I was doing some work recently where I needed to group some data from SQL Server by year, month, week, etc.

The simplified version was something like this:

SELECT	
	COUNT(x),	
    YEAR(CreatedUtc)
FROM	
	dbo.[Order]
GROUP BY
	YEAR(CreatedUtc)

The CreatedUtc data type is datetimeoffset storing zulu datetimes.

Even though I knew I was only looking at data from 2020 I was still seeing 2 rows - one for 2019 and one for 2020.

I tested my date filtering (omitted for brevity in the sample above) and everything was fine. All dates was within the 2020 UTC bounds.

So after digging a bit more I found the offending row resulting in the 2019 group. The date was: ‘2019-12-31 23:56:43.0052080 +00:00’

Thinking of it, it of course makes perfect sense that the built-in YEAR function is not aware of timezones. YEAR(‘2019-12-31 23:56:43.0052080 +00:00’) will (naturally) return 2019.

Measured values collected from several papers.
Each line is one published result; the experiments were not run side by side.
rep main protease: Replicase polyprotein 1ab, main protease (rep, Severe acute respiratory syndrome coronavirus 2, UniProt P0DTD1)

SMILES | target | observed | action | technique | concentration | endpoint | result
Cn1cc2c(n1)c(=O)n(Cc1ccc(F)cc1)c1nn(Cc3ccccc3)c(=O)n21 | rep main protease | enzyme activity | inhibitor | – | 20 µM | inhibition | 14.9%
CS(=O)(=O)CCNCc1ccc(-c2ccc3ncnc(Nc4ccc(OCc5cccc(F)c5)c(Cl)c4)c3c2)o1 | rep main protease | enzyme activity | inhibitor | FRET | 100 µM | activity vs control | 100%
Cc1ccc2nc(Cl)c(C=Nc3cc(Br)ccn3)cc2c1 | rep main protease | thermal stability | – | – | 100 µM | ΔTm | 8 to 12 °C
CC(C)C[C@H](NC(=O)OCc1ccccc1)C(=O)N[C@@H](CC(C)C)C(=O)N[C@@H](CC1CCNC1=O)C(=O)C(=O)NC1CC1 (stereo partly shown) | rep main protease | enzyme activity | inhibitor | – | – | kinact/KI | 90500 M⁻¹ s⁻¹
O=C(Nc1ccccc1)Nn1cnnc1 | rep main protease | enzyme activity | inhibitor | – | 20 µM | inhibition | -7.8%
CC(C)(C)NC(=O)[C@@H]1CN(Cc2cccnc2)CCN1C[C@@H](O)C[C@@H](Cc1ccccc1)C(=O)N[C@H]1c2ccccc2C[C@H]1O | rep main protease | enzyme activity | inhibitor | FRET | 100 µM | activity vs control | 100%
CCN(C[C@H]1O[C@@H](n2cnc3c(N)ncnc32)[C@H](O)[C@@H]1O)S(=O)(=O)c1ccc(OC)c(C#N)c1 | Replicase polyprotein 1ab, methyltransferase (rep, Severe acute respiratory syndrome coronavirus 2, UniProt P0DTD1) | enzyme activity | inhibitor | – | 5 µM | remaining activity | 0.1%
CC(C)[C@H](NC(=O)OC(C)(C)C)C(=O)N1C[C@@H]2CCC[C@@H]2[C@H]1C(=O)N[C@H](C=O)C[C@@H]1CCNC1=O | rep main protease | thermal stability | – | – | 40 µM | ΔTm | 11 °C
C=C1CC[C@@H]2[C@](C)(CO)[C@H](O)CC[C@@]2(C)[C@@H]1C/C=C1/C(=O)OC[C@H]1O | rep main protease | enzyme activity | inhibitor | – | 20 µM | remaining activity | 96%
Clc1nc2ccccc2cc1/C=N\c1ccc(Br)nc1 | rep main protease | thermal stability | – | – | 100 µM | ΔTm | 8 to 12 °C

We need to switch the offset in the datetimeoffset to the timezone required for the task. In my use-case of a building a report that means switching to CEST/Central European Standard Time.

The YEAR snippet now instead becomes:

YEAR(SWITCHOFFSET(CreatedUtc, DATEPART(TZOFFSET, CreatedUtc AT TIME ZONE 'Central Europe Standard Time')))

The full (still simplified) sample becomes:

`
SELECT	
	COUNT(x),	
    YEAR(SWITCHOFFSET(CreatedUtc, DATEPART(TZOFFSET, CreatedUtc AT TIME ZONE 'Central Europe Standard Time')))
FROM
	dbo.[Order]
GROUP BY
	YEAR(SWITCHOFFSET(CreatedUtc, DATEPART(TZOFFSET, CreatedUtc AT TIME ZONE 'Central Europe Standard Time')))

Notice: I haven’t yet done any benchmarking on the above approach and it might make sense to extract this to a function to clean things up a bit.

Also see the official SWITCHOFFSET documentation.

https://docs.microsoft.com/en-us/sql/t-sql/functions/switchoffset-transact-sql?view=sql-server-ver15

If you have another better approach please do let me know :-)